Powered by MOMENTUM MEDIA
Powered by MOMENTUM MEDIA
subscribe to our newsletter

KPMG downplays benefits of financial services GST

Professional services giant KPMG believes that calls to broaden the GST base to financial services miss the fact that financial institutions already pay GST via input taxation.

Liberal MP Dan Tehan argued for expansion of the GST base in an editorial for the Australian Financial Review on Monday – with financial services singled out as “where we should start”.

“The financial services sector has come a long way since the year 2000, as has the technology used to record and track the financial movements,” he said.

Advertisement
Advertisement

“We are now very close to having the ability to apply the GST to these services and it should be the first thing that is reviewed when we consider broadening the GST.”

But KPMG tax partner Nick Kallinikos played down the merits of applying the GST to financial services on a number of fronts.

First, he said, it ignores the fact that banks, life insurers and superannuation funds are already paying GST though the denial of credits on their ‘inputs’.

Mr Kallinikos said that banks do not pay GST on their deposits or loans – but banks’ inputs such as building rental and computer equipment are liable for GST.

And importantly, financial services companies cannot claim a credit for the GST paid on their inputs, he said.

“If you are a financial services provider to the extent that your inputs relate to making financial supplies, you’re denied the ability to claim a credit,” Mr Kallinikos said.

Secondly, he pointed to the complexity of calculating bank margins and then attempting to apply GST to them.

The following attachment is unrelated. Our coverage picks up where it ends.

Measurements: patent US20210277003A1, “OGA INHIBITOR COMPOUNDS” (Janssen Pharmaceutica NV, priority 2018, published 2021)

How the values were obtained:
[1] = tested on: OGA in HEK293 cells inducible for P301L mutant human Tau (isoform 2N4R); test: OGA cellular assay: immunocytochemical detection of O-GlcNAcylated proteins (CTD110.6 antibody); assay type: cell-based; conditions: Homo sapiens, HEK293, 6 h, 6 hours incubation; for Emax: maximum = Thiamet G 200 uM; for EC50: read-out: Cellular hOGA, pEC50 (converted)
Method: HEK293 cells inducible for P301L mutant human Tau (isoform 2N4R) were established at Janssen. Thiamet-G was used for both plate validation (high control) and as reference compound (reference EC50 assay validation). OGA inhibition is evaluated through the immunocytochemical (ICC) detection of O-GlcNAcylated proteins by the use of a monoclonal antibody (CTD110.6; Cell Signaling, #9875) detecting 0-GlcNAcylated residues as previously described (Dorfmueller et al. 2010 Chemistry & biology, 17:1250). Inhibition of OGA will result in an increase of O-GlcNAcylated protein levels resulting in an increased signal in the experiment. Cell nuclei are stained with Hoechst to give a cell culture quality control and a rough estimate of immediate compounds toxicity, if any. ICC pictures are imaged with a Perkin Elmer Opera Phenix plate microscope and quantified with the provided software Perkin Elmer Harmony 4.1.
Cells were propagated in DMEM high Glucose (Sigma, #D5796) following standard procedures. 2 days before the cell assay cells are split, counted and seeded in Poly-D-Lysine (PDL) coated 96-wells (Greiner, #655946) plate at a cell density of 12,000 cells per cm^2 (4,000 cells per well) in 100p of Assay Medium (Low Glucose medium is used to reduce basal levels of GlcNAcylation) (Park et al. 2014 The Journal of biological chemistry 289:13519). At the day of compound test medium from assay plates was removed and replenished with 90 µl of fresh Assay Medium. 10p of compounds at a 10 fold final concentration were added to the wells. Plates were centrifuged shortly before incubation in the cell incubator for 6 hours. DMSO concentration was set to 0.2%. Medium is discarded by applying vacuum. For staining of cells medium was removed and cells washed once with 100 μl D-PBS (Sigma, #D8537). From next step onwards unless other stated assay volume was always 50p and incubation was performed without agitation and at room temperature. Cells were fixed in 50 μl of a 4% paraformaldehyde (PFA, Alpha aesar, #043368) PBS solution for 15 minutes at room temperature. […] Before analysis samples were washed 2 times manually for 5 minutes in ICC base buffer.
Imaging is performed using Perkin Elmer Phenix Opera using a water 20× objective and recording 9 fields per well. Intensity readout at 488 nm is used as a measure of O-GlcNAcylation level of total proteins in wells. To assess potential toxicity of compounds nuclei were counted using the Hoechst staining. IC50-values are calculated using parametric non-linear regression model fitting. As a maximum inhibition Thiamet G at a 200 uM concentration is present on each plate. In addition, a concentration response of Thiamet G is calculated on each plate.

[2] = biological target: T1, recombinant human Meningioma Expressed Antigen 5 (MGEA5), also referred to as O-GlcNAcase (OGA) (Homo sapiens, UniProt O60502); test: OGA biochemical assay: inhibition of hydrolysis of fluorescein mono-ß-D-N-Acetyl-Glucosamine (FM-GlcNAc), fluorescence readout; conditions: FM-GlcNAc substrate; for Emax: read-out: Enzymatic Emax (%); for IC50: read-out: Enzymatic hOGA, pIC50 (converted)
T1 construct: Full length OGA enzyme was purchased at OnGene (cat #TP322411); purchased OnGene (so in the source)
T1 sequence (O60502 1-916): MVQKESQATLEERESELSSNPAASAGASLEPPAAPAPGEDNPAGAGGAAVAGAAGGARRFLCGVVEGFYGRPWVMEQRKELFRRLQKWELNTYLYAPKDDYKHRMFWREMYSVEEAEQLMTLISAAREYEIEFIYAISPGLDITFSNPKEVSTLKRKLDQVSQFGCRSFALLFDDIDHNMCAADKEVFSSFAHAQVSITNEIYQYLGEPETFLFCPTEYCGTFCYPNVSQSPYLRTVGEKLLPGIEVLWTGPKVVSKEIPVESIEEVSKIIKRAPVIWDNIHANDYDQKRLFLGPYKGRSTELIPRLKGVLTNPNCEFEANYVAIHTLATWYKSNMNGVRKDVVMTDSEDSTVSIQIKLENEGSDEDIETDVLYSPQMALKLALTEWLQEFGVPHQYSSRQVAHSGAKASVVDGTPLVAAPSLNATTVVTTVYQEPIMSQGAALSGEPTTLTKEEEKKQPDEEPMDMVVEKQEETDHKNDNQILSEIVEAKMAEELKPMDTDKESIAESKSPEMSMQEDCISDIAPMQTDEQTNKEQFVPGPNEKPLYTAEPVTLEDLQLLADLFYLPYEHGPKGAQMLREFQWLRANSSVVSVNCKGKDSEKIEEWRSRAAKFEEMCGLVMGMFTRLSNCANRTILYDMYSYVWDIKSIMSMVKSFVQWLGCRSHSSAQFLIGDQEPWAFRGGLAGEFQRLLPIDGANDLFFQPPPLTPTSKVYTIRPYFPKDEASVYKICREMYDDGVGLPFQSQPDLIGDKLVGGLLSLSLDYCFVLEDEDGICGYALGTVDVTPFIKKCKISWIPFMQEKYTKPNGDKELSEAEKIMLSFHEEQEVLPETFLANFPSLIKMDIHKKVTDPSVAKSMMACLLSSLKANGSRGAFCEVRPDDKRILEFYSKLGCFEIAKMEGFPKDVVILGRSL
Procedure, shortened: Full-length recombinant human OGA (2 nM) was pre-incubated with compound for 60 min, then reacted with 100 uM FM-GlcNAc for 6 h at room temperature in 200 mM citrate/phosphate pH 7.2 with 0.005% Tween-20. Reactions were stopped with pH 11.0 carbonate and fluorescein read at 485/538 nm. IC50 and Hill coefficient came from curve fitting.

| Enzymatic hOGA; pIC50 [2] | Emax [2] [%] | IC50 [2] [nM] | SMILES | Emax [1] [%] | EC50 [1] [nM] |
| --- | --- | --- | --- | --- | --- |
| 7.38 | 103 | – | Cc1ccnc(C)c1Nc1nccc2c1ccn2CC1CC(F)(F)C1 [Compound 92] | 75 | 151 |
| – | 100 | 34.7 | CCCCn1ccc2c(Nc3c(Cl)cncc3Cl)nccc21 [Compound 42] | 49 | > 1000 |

“The VAT/GST system has been around 50 years, and in those jurisdictions where it’s been around that period of time, no one has found an easy solution,” Mr Kallinikos said.

China recently implemented a VAT, but after two years the authoritarian government has not been able to apply the tax to financial services, despite announcing it intends to do so, he said.

Australian Bankers’ Association chief economist Tony Pearson said a GST on financial services would be an “additional tax paid by consumers – essentially a tax on home loans”.

KPMG downplays benefits of financial services GST
mortgagebusiness

Latest News

Firstmac managing director Kim Cannon is “disappointed” that Treasury rejected the non-bank’s proposed acquisition of Maleny Credit Un...

Asset finance group Consolidated Operations Group has announced that it will “scale back” its equipment leasing but will continue its as...

Half of Australian businesses have already been hit by the economic fallout from the coronavirus outbreak, with approximately 86 per cent ex...

FROM THE WEB
podcast

LATEST PODCAST: The rush to save small businesses

Do you think Australia will move to quantitative easing this year?

Why we’ll keep delivering for our communities in the face of COVID-19

alex

As Australia tries to keep pace with a rapidly changing business and social landscape in the wake of COVID-19, Momentum Media is leading the way delivering essential content to our communities, writes Alex Whitlock, director of Mortgage Business.

Read more

Website Notifications

Get notifications in real-time for staying up to date with content that matters to you.